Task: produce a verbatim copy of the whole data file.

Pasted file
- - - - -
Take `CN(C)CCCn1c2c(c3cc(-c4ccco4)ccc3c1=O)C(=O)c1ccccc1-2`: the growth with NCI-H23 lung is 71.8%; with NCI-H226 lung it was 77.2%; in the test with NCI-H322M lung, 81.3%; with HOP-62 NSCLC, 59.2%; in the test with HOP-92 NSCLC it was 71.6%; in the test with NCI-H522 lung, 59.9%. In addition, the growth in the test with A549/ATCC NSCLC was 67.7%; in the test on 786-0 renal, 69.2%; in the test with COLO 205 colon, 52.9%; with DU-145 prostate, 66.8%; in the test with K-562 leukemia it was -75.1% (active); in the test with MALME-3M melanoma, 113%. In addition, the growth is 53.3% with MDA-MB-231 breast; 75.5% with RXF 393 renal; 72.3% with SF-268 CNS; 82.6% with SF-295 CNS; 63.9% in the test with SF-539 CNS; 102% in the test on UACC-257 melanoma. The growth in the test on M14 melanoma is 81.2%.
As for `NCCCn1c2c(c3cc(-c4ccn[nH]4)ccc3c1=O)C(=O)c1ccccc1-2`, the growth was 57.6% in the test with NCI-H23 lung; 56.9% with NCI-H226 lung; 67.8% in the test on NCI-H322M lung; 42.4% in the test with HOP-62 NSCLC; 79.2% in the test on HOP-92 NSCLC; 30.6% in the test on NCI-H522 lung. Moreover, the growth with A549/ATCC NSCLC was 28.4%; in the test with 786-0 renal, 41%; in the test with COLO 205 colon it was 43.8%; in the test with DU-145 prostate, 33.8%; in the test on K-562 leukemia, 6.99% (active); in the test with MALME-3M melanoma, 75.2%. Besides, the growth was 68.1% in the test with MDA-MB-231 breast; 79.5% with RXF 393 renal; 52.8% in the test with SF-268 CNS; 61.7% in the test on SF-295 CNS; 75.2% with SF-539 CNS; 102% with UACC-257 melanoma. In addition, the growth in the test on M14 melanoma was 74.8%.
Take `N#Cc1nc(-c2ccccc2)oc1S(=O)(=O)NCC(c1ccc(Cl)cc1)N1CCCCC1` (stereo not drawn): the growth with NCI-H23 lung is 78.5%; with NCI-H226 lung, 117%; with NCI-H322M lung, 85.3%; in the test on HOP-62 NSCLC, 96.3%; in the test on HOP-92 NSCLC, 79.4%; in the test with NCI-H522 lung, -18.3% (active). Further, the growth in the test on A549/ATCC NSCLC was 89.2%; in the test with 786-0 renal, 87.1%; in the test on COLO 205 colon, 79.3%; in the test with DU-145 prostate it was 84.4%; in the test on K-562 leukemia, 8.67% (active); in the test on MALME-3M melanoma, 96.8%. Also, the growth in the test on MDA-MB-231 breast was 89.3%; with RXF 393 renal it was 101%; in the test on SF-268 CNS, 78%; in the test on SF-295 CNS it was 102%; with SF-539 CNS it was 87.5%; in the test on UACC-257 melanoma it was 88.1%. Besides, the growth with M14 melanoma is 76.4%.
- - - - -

Take `CN(C)CCCn1c2c(c3cc(-c4ccco4)ccc3c1=O)C(=O)c1ccccc1-2`: the growth with NCI-H23 lung is 71.8%; with NCI-H226 lung it was 77.2%; in the test with NCI-H322M lung, 81.3%; with HOP-62 NSCLC, 59.2%; in the test with HOP-92 NSCLC it was 71.6%; in the test with NCI-H522 lung, 59.9%. In addition, the growth in the test with A549/ATCC NSCLC was 67.7%; in the test on 786-0 renal, 69.2%; in the test with COLO 205 colon, 52.9%; with DU-145 prostate, 66.8%; in the test with K-562 leukemia it was -75.1% (active); in the test with MALME-3M melanoma, 113%. In addition, the growth is 53.3% with MDA-MB-231 breast; 75.5% with RXF 393 renal; 72.3% with SF-268 CNS; 82.6% with SF-295 CNS; 63.9% in the test with SF-539 CNS; 102% in the test on UACC-257 melanoma. The growth in the test on M14 melanoma is 81.2%.
As for `NCCCn1c2c(c3cc(-c4ccn[nH]4)ccc3c1=O)C(=O)c1ccccc1-2`, the growth was 57.6% in the test with NCI-H23 lung; 56.9% with NCI-H226 lung; 67.8% in the test on NCI-H322M lung; 42.4% in the test with HOP-62 NSCLC; 79.2% in the test on HOP-92 NSCLC; 30.6% in the test on NCI-H522 lung. Moreover, the growth with A549/ATCC NSCLC was 28.4%; in the test with 786-0 renal, 41%; in the test with COLO 205 colon it was 43.8%; in the test with DU-145 prostate, 33.8%; in the test on K-562 leukemia, 6.99% (active); in the test with MALME-3M melanoma, 75.2%. Besides, the growth was 68.1% in the test with MDA-MB-231 breast; 79.5% with RXF 393 renal; 52.8% in the test with SF-268 CNS; 61.7% in the test on SF-295 CNS; 75.2% with SF-539 CNS; 102% with UACC-257 melanoma. In addition, the growth in the test on M14 melanoma was 74.8%.
Take `N#Cc1nc(-c2ccccc2)oc1S(=O)(=O)NCC(c1ccc(Cl)cc1)N1CCCCC1` (stereo not drawn): the growth with NCI-H23 lung is 78.5%; with NCI-H226 lung, 117%; with NCI-H322M lung, 85.3%; in the test on HOP-62 NSCLC, 96.3%; in the test on HOP-92 NSCLC, 79.4%; in the test with NCI-H522 lung, -18.3% (active). Further, the growth in the test on A549/ATCC NSCLC was 89.2%; in the test with 786-0 renal, 87.1%; in the test on COLO 205 colon, 79.3%; in the test with DU-145 prostate it was 84.4%; in the test on K-562 leukemia, 8.67% (active); in the test on MALME-3M melanoma, 96.8%. Also, the growth in the test on MDA-MB-231 breast was 89.3%; with RXF 393 renal it was 101%; in the test on SF-268 CNS, 78%; in the test on SF-295 CNS it was 102%; with SF-539 CNS it was 87.5%; in the test on UACC-257 melanoma it was 88.1%. Besides, the growth with M14 melanoma is 76.4%.